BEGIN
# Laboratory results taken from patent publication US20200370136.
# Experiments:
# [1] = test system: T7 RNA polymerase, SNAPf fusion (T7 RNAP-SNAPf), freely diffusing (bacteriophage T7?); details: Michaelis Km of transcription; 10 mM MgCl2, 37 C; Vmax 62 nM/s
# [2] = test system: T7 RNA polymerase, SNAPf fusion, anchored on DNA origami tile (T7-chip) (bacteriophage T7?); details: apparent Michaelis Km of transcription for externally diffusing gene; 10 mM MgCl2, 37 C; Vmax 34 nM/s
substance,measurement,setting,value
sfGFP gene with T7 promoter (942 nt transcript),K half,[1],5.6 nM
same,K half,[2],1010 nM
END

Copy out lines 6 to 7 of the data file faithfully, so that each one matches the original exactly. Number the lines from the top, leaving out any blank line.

sfGFP gene with T7 promoter (942 nt transcript),K half,[1],5.6 nM
same,K half,[2],1010 nM